2 December 1982 |
|Height||1.72 m (5 ft 8 in)|
|Plays||Right-handed (two-handed backhand)|
|Career titles||0 WTA, 9 ITF|
|Highest ranking||No. 60 (27 July 2009)|
|Current ranking||No. 193 (31 March 2014)|
|Grand Slam Singles results|
|Australian Open||2R (2009, 2010)|
|French Open||2R (2009)|
|Wimbledon||1R (2009, 2010)|
|US Open||3R (2008)|
|Career titles||0 WTA, 15 ITF|
|Highest ranking||No. 49 (19 April 2010)|
|Current ranking||No. 109 (16 September 2013)|
|Grand Slam Doubles results|
|Australian Open||2R (2010)|
|French Open||3R (2014)|
|US Open||2R (2009)|
|Last updated on: 16 September 2013.|
Julie Coin (French pronunciation: [ʒyli kwɛ̃]; born 2 December 1982 in Amiens, France) is a French professional tennis player. Coin recorded the biggest win of her career by defeating the world no. 1 ranked female singles player, and top seed, Ana Ivanovic at the 2008 US Open. Her career-high singles ranking is world no. 60, achieved on 27 July 2009. Her career-high doubles ranking is world no. 49, achieved on 19 April 2010.
Coin played at Clemson University, where she was an All-American, All-ACC, and ACC Player of the Year. She also holds numerous Clemson Women's Tennis records. Coin graduated from Clemson with a degree in mathematics.
Coin and her doubles partner, Violette Huck, made it to the second round of the 2008 French Open women's doubles tournament. Coin's breakthrough came at the 2008 US Open when she was ranked 188th in the world. She entered the main draw as a qualifier after defeating Amanda McDowell, Sesil Karatantcheva, and Elena Baltacha in the qualification rounds. This was the first time she had entered the main draw in singles at a WTA tournament. In the first round, she defeated Australian Casey Dellacqua 7–6(6), 7–6(4). Coin then rose to prominence and made worldwide headlines when she defeated World No. 1 and top-seeded Ana Ivanovic in the second round 6–3, 4–6, 6–3. ESPN and Sports Illustrated both called the win one of the greatest upsets in tennis history. Unfortunately, her parents only got to watch highlights of the match since Amélie Mauresmo, who was playing at the same time, was the one shown on French television.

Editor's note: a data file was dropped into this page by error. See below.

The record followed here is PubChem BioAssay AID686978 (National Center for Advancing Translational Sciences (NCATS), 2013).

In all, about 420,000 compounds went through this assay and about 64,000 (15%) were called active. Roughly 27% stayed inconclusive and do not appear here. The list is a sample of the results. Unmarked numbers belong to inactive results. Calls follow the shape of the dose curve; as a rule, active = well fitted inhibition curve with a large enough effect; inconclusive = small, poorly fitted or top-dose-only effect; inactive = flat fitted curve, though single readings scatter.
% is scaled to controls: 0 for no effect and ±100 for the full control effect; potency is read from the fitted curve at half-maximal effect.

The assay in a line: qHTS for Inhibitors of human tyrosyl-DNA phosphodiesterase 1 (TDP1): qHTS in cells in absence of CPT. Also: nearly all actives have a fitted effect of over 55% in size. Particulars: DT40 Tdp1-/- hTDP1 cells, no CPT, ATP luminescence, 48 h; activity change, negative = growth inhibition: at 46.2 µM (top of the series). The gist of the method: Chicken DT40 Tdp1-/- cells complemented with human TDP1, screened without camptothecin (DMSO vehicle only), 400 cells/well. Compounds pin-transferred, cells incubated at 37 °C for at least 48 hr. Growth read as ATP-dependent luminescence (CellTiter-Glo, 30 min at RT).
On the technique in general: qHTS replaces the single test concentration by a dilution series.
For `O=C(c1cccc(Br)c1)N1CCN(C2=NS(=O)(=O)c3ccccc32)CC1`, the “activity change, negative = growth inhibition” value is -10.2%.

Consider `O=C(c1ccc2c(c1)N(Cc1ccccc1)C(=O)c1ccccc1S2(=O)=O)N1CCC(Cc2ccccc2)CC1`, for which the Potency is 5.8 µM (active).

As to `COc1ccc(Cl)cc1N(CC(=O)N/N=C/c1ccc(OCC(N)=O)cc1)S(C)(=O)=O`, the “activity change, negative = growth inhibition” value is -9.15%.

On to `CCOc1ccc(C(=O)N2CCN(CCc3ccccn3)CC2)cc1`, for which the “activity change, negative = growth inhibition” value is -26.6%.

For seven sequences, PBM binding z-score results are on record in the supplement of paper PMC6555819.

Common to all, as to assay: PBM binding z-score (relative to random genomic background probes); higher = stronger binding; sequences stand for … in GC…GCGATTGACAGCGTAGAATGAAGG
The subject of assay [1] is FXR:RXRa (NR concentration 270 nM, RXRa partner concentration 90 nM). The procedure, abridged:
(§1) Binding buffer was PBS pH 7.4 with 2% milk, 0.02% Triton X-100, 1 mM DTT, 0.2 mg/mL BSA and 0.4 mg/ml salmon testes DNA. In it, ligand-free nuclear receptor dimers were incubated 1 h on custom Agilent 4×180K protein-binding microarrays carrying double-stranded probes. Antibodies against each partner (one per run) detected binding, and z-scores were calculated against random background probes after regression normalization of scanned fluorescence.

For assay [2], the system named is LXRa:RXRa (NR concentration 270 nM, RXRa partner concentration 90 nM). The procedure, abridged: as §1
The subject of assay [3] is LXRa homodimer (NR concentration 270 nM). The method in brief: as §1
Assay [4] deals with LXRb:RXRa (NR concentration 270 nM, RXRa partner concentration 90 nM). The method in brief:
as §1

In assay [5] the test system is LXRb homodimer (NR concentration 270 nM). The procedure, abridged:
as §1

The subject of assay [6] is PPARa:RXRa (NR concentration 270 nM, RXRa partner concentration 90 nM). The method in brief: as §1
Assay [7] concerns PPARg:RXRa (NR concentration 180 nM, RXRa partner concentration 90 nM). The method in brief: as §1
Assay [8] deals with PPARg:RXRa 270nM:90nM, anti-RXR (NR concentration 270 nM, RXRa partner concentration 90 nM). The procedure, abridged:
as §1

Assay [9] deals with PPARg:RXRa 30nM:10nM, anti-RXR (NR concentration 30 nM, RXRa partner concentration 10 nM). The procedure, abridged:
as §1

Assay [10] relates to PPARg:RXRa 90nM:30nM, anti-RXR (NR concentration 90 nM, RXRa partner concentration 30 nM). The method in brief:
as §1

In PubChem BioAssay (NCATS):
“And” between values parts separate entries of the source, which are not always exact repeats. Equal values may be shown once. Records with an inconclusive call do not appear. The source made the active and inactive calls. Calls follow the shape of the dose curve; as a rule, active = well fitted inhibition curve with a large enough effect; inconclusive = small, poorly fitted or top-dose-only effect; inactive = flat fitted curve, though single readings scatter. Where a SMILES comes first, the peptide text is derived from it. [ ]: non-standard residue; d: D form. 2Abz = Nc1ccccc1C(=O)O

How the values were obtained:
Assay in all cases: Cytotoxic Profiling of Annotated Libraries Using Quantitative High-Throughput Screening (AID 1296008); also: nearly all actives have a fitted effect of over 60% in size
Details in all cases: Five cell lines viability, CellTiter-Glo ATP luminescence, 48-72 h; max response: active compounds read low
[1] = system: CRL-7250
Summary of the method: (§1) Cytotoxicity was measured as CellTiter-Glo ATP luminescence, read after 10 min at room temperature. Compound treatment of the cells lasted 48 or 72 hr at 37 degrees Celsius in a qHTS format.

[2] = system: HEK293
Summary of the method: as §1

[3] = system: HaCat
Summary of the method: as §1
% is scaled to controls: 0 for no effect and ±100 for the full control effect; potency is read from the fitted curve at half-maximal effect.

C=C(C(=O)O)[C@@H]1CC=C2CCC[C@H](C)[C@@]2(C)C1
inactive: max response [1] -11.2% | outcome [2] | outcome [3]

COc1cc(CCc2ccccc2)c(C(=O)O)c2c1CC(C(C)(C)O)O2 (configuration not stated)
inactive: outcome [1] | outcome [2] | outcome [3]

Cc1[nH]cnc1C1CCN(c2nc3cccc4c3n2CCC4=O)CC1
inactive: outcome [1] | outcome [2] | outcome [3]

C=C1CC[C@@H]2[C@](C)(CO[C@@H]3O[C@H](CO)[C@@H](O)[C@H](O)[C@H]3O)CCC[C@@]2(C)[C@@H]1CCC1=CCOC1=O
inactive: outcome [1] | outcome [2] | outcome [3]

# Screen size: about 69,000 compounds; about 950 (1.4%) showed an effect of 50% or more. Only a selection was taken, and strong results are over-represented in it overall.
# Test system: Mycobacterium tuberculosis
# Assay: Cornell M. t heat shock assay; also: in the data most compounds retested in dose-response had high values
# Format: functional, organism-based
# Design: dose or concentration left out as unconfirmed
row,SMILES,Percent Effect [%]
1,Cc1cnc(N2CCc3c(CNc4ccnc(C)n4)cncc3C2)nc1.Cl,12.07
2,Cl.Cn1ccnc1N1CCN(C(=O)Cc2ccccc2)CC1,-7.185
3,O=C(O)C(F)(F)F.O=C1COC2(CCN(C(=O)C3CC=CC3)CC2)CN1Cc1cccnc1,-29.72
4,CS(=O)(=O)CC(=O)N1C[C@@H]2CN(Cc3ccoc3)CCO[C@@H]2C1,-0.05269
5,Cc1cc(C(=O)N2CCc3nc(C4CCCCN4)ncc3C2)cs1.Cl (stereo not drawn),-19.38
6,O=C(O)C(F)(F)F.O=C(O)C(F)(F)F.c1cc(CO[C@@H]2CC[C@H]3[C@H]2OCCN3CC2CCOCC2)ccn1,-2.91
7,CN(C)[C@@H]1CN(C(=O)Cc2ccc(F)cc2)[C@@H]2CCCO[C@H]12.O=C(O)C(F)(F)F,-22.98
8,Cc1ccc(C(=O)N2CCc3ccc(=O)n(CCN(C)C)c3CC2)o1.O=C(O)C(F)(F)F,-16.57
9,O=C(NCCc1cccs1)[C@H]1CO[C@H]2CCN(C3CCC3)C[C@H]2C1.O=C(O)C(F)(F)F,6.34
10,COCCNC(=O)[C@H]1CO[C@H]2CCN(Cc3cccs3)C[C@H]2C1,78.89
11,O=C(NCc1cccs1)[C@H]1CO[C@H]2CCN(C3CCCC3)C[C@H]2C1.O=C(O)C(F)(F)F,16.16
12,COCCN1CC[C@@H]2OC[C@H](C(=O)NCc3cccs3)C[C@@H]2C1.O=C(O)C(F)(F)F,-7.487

Prior to Coin's upset victory, it had been 41 years since the top-seed had lost so early at the US Open, the previous time being when Maria Bueno lost in the second round of the 1967 U.S. National Championships. At the time of her victory against Ivanovic, Coin was ranked World No. 188.
She then lost 4–6, 4–6 to compatriot Amélie Mauresmo in the third round.
Coin took on Amélie Mauresmo in the second round of woman's singles at 2009 Brisbane International. The women played for approximately 3 hours, with Mauresmo eventually winning, 5–7, 6–2, 7–6 (11), after Coin held match points.
In the first round of the Australian Open Coin recovered from a set down to defeat local favorite Alicia Molik 3–6, 7–6, 6–3 before losing in straight sets in the next round to Francesca Schiavone 6–3, 6–4.
- "Julie Coin Stats". ESPN. Retrieved 2008-09-03.
- "Julie Coin (FRA)". Sony Ericsson. Archived from the original on 29 May 2008. Retrieved 2008-09-03.
- "Coin ousts Ivanovic; Williams sisters, Safina, Mauresmo advance". ESPN. 28 August 2008. Retrieved 2008-09-03.
- "Top-Seeded Ivanovic Upset by Coin at U.S. Open". Fox News. 28 August 2008. Retrieved 2008-10-03.
- "Ivanovic stunned in second round; Venus, Nadal easily advance". SI.com. 28 August 2008. Retrieved 2008-09-03.[dead link]
- US Open Interview at www.tennis-x.com "Julie Coin Interview". Tennis X. 28 August 2008. Retrieved 2008-09-06.
- "Player Bio: Julie Coin". Clemson Tigers. Retrieved 2008-09-03.
- Walker, Ben (29 August 2008). "Kuznetsova loses at US Open, Jankovic works OT". Yahoo News. Retrieved 2008-09-03.[dead link]
- "Former Clemson Women's Tennis Standout Julie Coin Advances at US Open". Clemson Tigers. 26 August 2008. Retrieved 2008-09-06.
- "Ivanovic shocked by French qualifier Coin". The Sports Network. 28 August 2008. Retrieved 2008-09-06.
- "Ivanovic beaten by qualifier Coin". BBC Sport. BBC. 28 August 2008. Retrieved 2008-08-29.